Condoleezza Rice’s Piano by Sa‘dī Yūsuf

Transference, Aug 2013

Translated from the Arabic with commentary by Levi Thompson.

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Condoleezza Rice’s Piano by Sa‘dī Yūsuf

Condoleezza Rice's Piano by Sa'dī Yūsuf Levi Thomp Follow this and additional works at: http://scholarworks.wmich.edu/transference Part of the Near Eastern Languages and Societies Commons, and the Poetry Commons Recommended Citation - Hey, ho Bob Marley O Bob Marley How do we stop that train? Stop the train! How do we? You don’t know that calm woman at the piano, Sure she’s black, But hey man, she’s not the nice one you dreamt of, Nina Simone. O Nina Simone! This calm woman at the piano, She wasn’t around during your time. (That’s Condoleezza Rice) As for the keys, I mean the ones you might think are piano keys, Well, they’re the gates to the kingdom of Hell. Hey, ho Bob Marley O Bob Marley Hey my friend Hey long-time friend Hey friend who’s got songs about a continent of dreams, Love, And the prime of life, You won’t see that lady with your own two eyes. You won’t see how her keys come with horrifying angels, Or how she opens the gates of her dreams to hellhounds. You won’t witness the storm fold up the skies of Baghdad like me. O Bob Marley. The poetic structure of Saʿdī Yūsuf’s Condoleezza Rice’s Piano, a brazen response to the carnage that followed the 2003 American invasion of Iraq, brings to mind the defiance of early punk rock anthems. Here, I have attempted to intertextually evoke the rebelliousness of that genre by making reference to the line “Hey! Ho! Let’s go!” from the Ramones’ 1976 single “The Blitzkrieg Bop.” Yūsuf’s percussive, chopped verse bursts out onto the page somewhere between the spoken word of the Beat Generation and a three-chord progression blasting through a 1980s underground basement club. While the poet’s mention of Bob Marley and Nina Simone is explicit, I have worked to further situate his verse in a musical sphere already familiar to English-language audiences—one purposefully stripped of pretense and aimed directly against the exercise of oppressive power. TRANSFERENCE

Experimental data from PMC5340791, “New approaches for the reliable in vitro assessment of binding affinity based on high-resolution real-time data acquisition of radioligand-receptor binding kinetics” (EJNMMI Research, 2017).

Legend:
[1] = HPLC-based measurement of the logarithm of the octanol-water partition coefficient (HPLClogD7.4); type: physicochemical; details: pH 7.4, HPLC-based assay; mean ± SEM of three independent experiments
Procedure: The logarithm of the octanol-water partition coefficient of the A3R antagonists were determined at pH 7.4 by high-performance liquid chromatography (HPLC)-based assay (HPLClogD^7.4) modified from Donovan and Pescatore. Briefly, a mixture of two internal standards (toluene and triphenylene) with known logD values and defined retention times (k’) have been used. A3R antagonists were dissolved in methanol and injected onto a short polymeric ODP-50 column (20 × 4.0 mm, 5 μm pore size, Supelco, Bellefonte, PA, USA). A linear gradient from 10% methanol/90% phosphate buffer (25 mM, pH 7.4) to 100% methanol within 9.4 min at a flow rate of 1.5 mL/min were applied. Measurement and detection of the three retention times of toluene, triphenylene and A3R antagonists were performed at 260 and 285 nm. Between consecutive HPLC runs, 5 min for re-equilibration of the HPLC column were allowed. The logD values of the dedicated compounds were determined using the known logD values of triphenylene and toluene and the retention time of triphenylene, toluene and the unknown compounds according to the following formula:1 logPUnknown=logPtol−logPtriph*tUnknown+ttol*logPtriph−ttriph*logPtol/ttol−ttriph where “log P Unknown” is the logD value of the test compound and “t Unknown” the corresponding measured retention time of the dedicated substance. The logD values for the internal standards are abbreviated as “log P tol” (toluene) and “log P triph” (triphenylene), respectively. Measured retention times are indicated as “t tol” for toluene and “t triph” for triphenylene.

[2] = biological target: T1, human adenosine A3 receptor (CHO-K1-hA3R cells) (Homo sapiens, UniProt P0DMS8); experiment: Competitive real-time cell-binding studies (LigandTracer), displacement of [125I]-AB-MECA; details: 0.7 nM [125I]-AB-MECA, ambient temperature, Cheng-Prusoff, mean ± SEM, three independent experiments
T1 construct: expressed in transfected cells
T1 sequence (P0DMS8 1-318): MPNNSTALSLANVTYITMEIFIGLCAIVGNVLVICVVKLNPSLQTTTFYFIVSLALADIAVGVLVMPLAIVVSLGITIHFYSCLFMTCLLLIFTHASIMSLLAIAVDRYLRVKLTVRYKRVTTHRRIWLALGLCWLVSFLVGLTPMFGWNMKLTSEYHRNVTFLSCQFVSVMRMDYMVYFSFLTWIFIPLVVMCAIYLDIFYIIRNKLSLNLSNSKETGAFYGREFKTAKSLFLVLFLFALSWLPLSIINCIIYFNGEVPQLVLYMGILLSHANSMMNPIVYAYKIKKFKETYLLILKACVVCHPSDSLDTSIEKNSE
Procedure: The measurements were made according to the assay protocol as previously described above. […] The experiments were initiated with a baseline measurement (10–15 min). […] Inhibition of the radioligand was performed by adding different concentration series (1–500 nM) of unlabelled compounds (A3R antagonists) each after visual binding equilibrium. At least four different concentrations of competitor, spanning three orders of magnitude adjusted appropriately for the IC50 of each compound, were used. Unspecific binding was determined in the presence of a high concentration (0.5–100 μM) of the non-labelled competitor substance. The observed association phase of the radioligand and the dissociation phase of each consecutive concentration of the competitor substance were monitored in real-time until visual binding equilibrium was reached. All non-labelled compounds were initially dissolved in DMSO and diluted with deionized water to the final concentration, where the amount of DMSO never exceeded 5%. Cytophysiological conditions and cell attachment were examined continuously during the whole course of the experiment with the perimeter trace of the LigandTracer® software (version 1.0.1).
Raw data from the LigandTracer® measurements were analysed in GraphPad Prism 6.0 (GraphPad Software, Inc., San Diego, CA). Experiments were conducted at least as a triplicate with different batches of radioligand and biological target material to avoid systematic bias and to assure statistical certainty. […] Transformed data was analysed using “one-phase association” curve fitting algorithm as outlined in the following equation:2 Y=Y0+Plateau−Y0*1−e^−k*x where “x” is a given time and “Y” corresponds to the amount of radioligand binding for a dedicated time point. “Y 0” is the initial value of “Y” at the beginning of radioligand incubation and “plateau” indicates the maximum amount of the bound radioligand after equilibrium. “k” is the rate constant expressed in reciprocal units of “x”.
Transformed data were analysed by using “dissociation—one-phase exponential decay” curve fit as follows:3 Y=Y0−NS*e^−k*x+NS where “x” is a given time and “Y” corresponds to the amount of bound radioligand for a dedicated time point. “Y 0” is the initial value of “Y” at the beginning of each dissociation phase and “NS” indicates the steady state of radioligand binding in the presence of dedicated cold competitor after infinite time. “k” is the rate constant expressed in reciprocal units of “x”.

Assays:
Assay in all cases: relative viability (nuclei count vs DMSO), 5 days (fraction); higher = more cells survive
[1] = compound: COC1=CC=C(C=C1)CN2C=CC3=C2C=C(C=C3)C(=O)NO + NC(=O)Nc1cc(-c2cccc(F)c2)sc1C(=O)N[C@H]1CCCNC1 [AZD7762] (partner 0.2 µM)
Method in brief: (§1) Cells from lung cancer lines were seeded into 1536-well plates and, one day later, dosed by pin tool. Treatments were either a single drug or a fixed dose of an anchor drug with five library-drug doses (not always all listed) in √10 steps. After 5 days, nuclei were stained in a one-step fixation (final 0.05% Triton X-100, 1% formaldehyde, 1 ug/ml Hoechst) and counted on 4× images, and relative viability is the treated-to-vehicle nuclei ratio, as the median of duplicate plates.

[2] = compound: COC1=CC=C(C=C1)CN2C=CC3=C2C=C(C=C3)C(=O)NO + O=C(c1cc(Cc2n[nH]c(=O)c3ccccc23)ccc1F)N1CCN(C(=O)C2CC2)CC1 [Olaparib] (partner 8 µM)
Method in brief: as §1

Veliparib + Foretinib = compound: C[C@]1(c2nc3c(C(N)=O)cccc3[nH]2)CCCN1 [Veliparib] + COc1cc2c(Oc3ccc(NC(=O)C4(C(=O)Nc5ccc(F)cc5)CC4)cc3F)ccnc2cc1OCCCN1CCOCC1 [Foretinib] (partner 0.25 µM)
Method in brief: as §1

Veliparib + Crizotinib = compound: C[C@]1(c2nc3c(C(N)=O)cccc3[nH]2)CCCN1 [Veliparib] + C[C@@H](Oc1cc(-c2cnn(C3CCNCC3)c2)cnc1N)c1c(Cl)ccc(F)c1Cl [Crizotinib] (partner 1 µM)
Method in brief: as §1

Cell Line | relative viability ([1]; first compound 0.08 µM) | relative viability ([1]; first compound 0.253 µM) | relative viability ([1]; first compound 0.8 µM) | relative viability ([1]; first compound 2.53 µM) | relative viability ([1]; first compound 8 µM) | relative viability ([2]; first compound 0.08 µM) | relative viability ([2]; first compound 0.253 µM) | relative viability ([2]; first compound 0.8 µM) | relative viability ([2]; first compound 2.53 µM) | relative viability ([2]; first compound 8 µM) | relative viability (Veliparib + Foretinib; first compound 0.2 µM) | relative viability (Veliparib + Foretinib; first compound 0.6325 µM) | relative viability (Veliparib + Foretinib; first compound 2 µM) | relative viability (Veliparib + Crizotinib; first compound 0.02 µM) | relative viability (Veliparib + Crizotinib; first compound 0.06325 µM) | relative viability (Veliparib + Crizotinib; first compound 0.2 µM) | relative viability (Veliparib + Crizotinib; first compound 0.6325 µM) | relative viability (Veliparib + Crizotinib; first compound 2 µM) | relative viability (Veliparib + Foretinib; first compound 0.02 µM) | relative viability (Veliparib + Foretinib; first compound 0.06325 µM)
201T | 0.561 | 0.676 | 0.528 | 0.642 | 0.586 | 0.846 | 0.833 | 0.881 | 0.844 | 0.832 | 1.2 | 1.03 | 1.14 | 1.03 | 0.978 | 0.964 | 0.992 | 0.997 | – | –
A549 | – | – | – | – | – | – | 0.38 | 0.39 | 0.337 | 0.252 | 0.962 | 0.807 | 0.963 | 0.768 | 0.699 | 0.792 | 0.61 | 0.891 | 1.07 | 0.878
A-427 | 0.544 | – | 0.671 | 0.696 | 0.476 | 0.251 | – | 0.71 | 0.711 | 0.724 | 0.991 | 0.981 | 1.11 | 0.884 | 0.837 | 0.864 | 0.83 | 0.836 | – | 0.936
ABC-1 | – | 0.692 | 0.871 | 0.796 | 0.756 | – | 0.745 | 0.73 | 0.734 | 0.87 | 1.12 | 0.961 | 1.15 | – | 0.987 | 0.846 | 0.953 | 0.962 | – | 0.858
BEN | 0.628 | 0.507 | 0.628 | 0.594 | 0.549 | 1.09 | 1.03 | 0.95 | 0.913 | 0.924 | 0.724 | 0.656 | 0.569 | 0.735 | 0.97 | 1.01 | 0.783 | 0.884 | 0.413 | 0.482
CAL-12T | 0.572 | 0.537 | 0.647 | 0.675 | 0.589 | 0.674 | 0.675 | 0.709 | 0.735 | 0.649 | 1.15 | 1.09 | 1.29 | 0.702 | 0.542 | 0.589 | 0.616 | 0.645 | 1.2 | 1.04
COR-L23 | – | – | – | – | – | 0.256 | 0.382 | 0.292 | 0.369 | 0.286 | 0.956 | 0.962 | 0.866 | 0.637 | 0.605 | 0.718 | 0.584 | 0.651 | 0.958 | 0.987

This is a preview of a remote PDF: https://scholarworks.wmich.edu/cgi/viewcontent.cgi?article=1017&context=transference

Levi Thompson. Condoleezza Rice’s Piano by Sa‘dī Yūsuf, Transference, 2013,